The stream ring simplifies the process of preventing memory hazards. Before a stream accesses a particular location in a stream buffer, the stream's leader must access that location. If the stream's leader has already accessed the image area in the stream's patch and will not access any of that area again until its next cycle through the stream buffer, then the stream can access memory without generating a memory hazard. Thus the only test required to determine if it is safe for a stream to proceed is to compare the position of the stream's patch to the position of its leader's patch. The process of determining if a stream can access a stream buffer location is called Queue Check.
Depending on the processing unit's function, a patch may have context, i.e., a patch position for a given stream may have some overlap with another patch that occurs later for the same stream. This is required if the function needs to have access to the same pixels more than once, as is the case for say a 3 by 3 filter. This must be taken into account when performing Queue Check. This means that Queue Check must not only insure that the leader stream's patch has traversed the area occupied by the current stream's patch, but must also make sure that the leader stream's patch will not occupy any part of that area again until its next cycle through the stream buffer. In some cases, where the leaders patch movement is more complex, two positions could be provided. One is for use by the follower stream and describes the last pixel in the buffer which is free to be used. The second location is for internal use of the stream itself and describes the actual position of the patch.
Some memory systems allow out of order execution of memory access commands in order to improve efficiency. If this is the case, then Queue Check must compare the position of the current stream's patch to the previous position of its leader's patch. Only if it can be reliably determined that the leader stream's last memory access. has already been executed can the leader stream's current patch position be used by Queue Check.
FIG. 4 shows the movement of a 2×2 write patch through a buffer. Typically, write patches do not overlap in either x or y and step through the buffer with a step size equal to their width. The figure shows the reordering of pixels which occurs when pixels in the patch arrive at the buffer.
FIG. 5 shows the movement of a read patch through a buffer and how pixels are reordered into the patch from the buffer. This also shows the same pixels being sent in multiple patches for the stream in the same pass. Note that for read stream, the patch step size does not necessarily equal the patch size.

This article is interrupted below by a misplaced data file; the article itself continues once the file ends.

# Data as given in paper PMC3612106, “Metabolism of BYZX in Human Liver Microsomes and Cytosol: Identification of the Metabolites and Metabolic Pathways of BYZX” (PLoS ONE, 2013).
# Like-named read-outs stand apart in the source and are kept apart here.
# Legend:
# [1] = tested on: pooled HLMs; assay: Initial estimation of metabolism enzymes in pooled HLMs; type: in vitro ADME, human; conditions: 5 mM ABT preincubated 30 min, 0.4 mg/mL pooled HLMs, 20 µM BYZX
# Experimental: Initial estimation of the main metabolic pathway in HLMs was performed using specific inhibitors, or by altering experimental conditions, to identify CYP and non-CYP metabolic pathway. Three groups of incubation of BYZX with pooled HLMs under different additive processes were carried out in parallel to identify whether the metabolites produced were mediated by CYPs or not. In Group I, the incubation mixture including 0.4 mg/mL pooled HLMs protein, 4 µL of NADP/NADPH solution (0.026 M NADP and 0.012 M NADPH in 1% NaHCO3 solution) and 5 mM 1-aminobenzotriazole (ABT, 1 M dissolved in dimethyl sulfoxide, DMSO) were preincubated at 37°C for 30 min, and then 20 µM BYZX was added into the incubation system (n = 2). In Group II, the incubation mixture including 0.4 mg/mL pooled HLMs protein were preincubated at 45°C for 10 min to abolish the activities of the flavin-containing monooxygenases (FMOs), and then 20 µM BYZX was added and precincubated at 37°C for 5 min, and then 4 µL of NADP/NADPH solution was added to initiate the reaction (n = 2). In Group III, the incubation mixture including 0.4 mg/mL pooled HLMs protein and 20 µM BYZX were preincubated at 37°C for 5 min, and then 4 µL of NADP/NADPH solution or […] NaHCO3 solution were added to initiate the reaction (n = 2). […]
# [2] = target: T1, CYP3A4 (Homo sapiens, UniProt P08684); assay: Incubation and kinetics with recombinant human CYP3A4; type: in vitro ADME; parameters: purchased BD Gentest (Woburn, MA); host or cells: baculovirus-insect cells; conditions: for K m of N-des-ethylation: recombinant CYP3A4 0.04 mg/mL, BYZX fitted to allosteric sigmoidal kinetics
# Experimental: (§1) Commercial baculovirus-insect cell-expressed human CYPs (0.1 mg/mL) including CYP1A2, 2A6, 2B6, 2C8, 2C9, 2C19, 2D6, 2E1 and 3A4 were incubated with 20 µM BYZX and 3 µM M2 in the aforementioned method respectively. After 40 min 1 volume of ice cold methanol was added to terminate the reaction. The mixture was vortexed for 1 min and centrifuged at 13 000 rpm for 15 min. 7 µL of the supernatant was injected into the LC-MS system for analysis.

FIG. 6 shows a read patch near the edge of a buffer where 3 of the pixels have been filled in by copying corresponding edge pixels. The SCU provides special controls to the memory system describing how to fill in missing pixels at all four edges of the image. The combination of reordering buffer pixels into patches and automatically providing missing pixels greatly simplifies the design of PU's.
FIG. 7 shows the movement of a read patch through a buffer showing more typical example in which there is no overlap in the x direction and only pixels which overlap in the y direction are sent multiple times. This also shows an extra patch (C) generated using edge replication as the fill function which is sent to the PU to reinitialize internal state prior to beginning the next scan line.
FIG. 8 shows a write patch at the edge of a image where only two of the four pixels of the patch data is reordered into the buffer. The other two pixels in the patch are ignored.
FIG. 9 shows ther reordering which occurs as a read patch wraps around at the end of a buffer. The SCU is programmed with the size of the overall image and can tell the memory system to replicate, or set to a fixed value, top and bottom pixels in the image if the patch is currently overlapping the first or last scan line.
A graphical illustration of the application of Queue Check is shown in FIG. 10 for a stream ring with just two streams. The patches for a write stream and a read stream are shown. Because there are only two streams, the write stream is the read stream's leader and the read stream is the write stream's leader. The patches are located where the next data accesses will occur. Executing Queue Check for the write stream will fail since pixel 9 has not yet been read.
While the invention has been described with reference to a specific embodiment, it will be understood by those skilled in the art that various changes may be made and equivalents may be substituted for elements thereof without departing from the true spirit and scope of the invention. In addition, many modifications may be made without departing from the essential teachings of the invention.
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|U.S. Classification||345/558, 345/545, 345/542, 345/546, 711/110|
|International Classification||G06F5/06, G06T1/60|
|Cooperative Classification||G06F5/065, G06T1/60|
|European Classification||G06F5/06P, G06T1/60|
|Sep 27, 1999||AS||Assignment|